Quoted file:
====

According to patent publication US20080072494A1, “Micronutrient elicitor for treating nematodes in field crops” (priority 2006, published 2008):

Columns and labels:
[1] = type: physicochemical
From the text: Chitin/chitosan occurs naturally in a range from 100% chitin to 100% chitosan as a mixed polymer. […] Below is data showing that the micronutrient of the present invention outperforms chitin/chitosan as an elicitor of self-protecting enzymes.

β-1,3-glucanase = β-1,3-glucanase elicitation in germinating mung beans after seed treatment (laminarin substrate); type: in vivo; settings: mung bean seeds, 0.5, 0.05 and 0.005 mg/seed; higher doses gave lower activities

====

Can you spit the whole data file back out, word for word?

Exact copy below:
According to patent publication US20080072494A1, “Micronutrient elicitor for treating nematodes in field crops” (priority 2006, published 2008):

Columns and labels:
[1] = type: physicochemical
From the text: Chitin/chitosan occurs naturally in a range from 100% chitin to 100% chitosan as a mixed polymer. […] Below is data showing that the micronutrient of the present invention outperforms chitin/chitosan as an elicitor of self-protecting enzymes.

β-1,3-glucanase = β-1,3-glucanase elicitation in germinating mung beans after seed treatment (laminarin substrate); type: in vivo; settings: mung bean seeds, 0.5, 0.05 and 0.005 mg/seed; higher doses gave lower activities